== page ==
Living the Scientific Life (Scientist, Interrupted)

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I love art, birds and travel, and because Africa has such a huge variety of exotic wildlife that I’ve only ever seen in zoos and aviaries, it is high on my list of places to visit. Recently, David G. Derrick, Jr., the author of a new book that combines art and African wildlife into an unusual diary format, asked if I would like to read and review his new book, African Diaries: Sketches & Observations (self-published, 2008).

This slim paperback is an unusual travel diary because it is comprised of more than 140 of hand-drawn pictures of people and animals, along with accompanying photographs and hand0written notes, all created while the author was traveling through Kenya, Africa.

The book opens with a hand drawn map of Kenya that shows the route that Derrick followed during his visit in the summer of 2008. On the facing page are his first diary entries detailing of the aircraft he flew in on, along with an excited note that the first wildlife that he saw were two African crowned cranes. He also records the smells of Kenya and even takes a moment to wonder if his luggage arrived.

The book is divided into sections defined by the stops along the author’s route or by the animal species that he found particularly fascinating. Each section is filled with sketches and notes documenting Derrick’s observations of the birds and wildlife, people and landscapes he found along his travels. His journey begins in the capital, Nairobi, which is characterized by a curious juxtaposition of the old (donkeys pulling carts) and the new (cell phones). After spending time in the nearby Nairobi National Park and giraffe watching in Giraffe Manor, Derrick moves on to Amboseli National Park, where he becomes enamored by a group of nomadic Maasai, a number of whom he ended up drawing, and by wild elephants, whose skin changes hue depending upon their surroundings. He was so impressed by the elephants that, while in the field, Derrick creates a bronze sculpture of a large and very distinctive bull elephant (below), and the final product is pictured in the book. This sculpture was later the victim of a vervet monkey who bit one of the ears off when searching the author’s belongings for food.

But the wildlife that the author documents was not limited to just the Amboseli elephants. The author also devotes pages to documenting rhino, giraffe, cheetahs, lion and hyena behaviors; observations of an agama sitting on a sun-bleached hippo skull; huge herds of Grant’s and Thomson’s gazelles, zebra and wildebeast, more commonly known by the onomatopoeic Swahili name, gnu (pictured below); cape buffalo, warthogs, marabou storks (pictured bottom) and other animals.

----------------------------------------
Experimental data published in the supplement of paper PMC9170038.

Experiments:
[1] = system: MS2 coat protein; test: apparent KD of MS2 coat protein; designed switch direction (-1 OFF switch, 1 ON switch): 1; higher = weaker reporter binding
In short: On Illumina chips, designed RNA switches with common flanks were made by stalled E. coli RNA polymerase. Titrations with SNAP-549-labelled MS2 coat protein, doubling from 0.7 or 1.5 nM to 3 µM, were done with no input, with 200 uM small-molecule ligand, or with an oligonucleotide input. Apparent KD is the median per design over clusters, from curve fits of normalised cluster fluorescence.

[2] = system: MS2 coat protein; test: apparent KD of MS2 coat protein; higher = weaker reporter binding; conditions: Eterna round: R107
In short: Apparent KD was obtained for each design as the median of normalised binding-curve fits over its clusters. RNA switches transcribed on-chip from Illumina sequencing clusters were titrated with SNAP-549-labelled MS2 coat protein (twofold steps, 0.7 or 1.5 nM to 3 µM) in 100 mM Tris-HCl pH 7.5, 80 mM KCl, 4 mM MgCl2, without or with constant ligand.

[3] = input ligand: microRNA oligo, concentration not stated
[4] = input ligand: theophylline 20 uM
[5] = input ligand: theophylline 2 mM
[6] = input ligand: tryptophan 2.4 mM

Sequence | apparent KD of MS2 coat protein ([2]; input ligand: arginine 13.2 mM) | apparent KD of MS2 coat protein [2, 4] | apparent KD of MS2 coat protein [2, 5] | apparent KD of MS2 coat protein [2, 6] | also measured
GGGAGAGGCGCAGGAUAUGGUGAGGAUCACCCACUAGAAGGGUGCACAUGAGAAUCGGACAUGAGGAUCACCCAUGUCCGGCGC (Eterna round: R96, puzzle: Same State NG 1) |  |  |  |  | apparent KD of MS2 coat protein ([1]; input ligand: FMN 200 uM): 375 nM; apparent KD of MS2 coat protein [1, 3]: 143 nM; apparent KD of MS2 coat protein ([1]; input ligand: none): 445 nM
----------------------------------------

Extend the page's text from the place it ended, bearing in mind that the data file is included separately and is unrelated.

One particularly affecting series of images were those that documented a male lion with a kill. The author wrote in his sketch book; “We were so close to the lion that I could hear bones crunch and flesh tear. Being so close for the first time to a large male lion my heart was pounding and adrenaline running. Fortunately I was able to calm my nerves enough to dash off these sketches.”

But my favorite individual pictures were a black-on-white painting of a lone red-billed hornbill, 16 pages from the end of the book and the black-on-white painting of a Go-Away Bird (unfortunately, I could not find these particular images to share with you).

But Derrick recognizes that Africa is not a paradise; there are plenty of hidden dangers as well. During his travels, the author meet and draws some of the native peoples of Kenya, and mentions a massacre that occurred in the Nakuru district a few months prior to his visit.

Overall, this book is a rare combination of a field trip narrative with art and science. The drawings, paintings and photographs provide the sense that you are there experiencing these events alongside the author, seeing the animals and the people through his eyes. Even though this is a paperback, it is printed on heavy paper and the images are of high enough quality that you can actually see the grain of the paper upon which the sketches and paintings were originally created. If you are a fan of Africa, its wildlife and native peoples, or if you are attracted by the synergy between art and science, then you will enjoy this book.

David Derrick is a professional artist and author who studied fine arts at the University of Utah and at the California Institute of the Arts. While he was still a student, his films attracted a lot of recognition, including a student Emmy Award. He has since worked on many big budget Hollywood films including Bee Movie, Over the Hedge, Flushed Away and is currently helping create the sequel to Kung Fu Panda. He previously published Kadogo The Next Big Thing (Dark Horse, 2008) and Scrambled Ink (Dark Horse, 2008). African Diaries is his third book. Derrick works for DreamWorks Animation and lives in the Los Angeles area.

Comments

  1. #1 ACW
    March 2, 2009

    Wiktionary says “gnu” is from Nama. It can’t be from Swahili because Swahili doesn’t permit “gn” at the beginning of a word.